Parliament was a public battleground for arguments about Brexit’s implementation. A new book charts The Parliamentary Battle Over Brexit
Since the 2016 referendum, the hotly contested issue of Brexit has raised fundamental questions about the workings of British democracy. Parliament soon became a public battleground for arguments about Brexit’s implementation, and the process frequently brought its own role into question – alongside that of the courts, the devolved institutions, the civil service and even the monarch. A new book by the Constitution Unit’s Meg Russell and Lisa James charts The Parliamentary Battle Over Brexit, from the initial backbench pressures for a referendum, to the arguments over the ‘meaningful vote’, the repeated defeats of Theresa May’s Brexit deal, backbenchers ‘seizing control’ of the Commons agenda, and Boris Johnson’s unlawful prorogation, up to the ultimate approval of his Brexit deal. In this event on its publication day, the authors and three high-profile respondents discussed the book’s key arguments and conclusions, including why this period was so difficult, and what if anything might need to change in the UK’s parliament and wider constitution.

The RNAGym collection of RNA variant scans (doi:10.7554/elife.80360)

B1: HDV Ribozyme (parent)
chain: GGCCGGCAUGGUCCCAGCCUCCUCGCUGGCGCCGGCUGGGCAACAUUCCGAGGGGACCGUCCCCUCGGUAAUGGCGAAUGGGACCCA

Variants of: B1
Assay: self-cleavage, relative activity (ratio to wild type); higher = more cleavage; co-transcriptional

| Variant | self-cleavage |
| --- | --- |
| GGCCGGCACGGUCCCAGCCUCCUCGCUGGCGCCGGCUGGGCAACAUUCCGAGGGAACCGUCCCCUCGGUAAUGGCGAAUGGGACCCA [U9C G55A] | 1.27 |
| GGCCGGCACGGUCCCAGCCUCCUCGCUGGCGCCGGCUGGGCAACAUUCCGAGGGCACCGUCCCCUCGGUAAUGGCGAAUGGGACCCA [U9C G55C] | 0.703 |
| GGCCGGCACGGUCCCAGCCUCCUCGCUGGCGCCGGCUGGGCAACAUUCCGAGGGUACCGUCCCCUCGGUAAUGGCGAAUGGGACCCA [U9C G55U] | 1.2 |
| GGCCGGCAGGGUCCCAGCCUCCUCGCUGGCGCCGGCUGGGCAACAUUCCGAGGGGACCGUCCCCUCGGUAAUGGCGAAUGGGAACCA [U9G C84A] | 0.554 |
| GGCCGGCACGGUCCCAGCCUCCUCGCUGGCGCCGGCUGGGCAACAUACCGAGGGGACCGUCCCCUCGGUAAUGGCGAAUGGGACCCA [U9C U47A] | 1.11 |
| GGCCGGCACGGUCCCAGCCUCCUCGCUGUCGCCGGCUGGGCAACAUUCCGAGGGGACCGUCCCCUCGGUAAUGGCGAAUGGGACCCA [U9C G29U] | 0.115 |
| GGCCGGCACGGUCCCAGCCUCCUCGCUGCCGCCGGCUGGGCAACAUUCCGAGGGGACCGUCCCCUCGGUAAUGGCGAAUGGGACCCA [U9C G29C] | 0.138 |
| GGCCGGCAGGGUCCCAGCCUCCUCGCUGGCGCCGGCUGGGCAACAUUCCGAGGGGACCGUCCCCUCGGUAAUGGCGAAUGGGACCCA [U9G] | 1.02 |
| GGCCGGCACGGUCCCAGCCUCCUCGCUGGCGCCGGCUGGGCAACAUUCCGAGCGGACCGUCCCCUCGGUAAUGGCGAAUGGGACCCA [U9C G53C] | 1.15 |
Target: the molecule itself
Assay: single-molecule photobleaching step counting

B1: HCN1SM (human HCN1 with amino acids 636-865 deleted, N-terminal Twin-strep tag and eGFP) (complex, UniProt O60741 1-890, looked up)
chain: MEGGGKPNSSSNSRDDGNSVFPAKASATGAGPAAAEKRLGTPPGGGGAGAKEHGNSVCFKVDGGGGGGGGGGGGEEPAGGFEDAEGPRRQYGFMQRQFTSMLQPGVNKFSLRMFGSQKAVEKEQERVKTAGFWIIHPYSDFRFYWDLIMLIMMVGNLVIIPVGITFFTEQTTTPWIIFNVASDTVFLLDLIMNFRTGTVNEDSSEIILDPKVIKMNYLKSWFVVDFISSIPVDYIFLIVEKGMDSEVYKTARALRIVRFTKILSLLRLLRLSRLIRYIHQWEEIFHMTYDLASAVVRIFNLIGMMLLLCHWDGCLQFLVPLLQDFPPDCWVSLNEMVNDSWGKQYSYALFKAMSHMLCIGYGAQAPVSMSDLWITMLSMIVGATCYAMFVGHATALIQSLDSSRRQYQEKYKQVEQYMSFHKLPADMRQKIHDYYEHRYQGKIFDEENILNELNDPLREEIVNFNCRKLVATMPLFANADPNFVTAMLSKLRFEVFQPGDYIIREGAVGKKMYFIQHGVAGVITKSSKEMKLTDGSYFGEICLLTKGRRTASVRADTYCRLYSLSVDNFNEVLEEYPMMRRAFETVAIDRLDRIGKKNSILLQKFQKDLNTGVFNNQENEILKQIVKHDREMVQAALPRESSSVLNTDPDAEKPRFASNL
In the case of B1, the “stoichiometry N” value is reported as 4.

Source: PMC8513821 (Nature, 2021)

This event was chaired by Professor Alan Renwick, Deputy Director of the Constitution Unit.
For more details about Meg Russell and Lisa James’s new book The Parliamentary Battle Over Brexit, and to preorder a copy with a 30% discount, see here.